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In Greek mythology, Ganymede is a divine hero whose homeland was Troy. He was the son of Tros of Dardania, from whose name "Troy" was supposedly derived, and of Callirrhoe, the daughter of the river god Scamander. His brothers were Ilus and Assaracus. In one version of the myth, he is abducted by Zeus, in the form of an eagle, to serve as cup-bearer in Olympus. Homer describes Ganymede as the most beautiful of mortals:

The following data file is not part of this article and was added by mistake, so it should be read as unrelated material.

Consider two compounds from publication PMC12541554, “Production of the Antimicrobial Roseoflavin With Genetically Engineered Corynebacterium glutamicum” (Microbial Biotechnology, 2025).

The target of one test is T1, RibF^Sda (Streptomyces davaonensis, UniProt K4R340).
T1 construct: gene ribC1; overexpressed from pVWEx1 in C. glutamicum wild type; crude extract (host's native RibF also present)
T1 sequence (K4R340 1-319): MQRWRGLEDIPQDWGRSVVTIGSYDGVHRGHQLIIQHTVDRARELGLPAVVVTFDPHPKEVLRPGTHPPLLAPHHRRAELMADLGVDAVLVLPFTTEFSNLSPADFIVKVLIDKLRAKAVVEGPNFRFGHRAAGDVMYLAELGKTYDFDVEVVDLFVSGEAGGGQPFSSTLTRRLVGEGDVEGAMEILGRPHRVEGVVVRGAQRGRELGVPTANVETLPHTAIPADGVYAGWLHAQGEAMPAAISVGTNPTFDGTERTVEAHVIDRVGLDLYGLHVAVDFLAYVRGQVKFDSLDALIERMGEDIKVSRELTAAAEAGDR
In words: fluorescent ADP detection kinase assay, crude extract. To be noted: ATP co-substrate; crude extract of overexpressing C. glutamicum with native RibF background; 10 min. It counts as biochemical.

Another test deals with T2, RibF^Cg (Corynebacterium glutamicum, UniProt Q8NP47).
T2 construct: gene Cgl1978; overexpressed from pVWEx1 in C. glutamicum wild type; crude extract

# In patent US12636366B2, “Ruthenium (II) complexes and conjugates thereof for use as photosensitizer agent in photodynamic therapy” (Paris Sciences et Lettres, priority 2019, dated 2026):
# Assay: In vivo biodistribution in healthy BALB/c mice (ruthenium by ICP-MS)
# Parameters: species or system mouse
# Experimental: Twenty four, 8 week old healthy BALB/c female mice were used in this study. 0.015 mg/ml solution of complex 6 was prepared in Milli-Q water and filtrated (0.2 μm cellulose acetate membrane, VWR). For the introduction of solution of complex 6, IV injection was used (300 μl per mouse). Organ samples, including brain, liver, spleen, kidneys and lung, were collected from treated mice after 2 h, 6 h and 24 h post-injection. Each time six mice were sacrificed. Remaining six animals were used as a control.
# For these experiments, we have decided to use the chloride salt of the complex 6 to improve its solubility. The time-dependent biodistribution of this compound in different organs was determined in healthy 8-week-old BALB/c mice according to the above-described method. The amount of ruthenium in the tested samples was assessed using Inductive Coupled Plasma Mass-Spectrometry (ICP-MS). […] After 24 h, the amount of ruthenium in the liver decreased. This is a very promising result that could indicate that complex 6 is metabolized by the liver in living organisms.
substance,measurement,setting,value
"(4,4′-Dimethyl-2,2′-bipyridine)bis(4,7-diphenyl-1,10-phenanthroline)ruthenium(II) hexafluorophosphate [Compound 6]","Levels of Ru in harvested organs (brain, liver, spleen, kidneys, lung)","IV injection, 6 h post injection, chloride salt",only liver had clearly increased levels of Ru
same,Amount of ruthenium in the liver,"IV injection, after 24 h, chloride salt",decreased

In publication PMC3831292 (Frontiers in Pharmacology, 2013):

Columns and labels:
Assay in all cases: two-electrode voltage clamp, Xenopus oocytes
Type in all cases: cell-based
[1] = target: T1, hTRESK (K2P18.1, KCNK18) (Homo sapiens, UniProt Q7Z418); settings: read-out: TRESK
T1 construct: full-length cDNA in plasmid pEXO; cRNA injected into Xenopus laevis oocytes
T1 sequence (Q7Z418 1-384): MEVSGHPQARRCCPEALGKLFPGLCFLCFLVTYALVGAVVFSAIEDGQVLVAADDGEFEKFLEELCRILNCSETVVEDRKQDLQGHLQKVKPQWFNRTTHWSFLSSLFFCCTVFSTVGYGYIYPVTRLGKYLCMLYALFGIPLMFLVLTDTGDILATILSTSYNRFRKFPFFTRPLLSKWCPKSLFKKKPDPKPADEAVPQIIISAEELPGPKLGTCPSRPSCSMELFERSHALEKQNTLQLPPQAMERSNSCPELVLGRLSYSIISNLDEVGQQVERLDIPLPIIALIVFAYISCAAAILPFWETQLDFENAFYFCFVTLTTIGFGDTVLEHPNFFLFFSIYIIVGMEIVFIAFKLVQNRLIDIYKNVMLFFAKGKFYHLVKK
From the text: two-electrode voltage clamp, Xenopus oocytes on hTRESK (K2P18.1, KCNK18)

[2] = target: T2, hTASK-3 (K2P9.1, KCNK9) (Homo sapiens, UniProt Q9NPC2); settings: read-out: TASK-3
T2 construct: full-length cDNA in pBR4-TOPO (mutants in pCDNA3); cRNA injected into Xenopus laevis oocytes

[Ganymedes] was the loveliest born of the race of mortals, and therefore
the gods caught him away to themselves, to be Zeus' wine-pourer,
for the sake of his beauty, so he might be among the immortals.
— Homer, Iliad, Book XX, lines 233-235.
The myth was a model for the Greek social custom of paiderastía, the socially acceptable erotic relationship between an adult male and an adolescent male. The Latin form of the name was Catamitus (and also "Ganymedes"), from which the English word "catamite" is derived.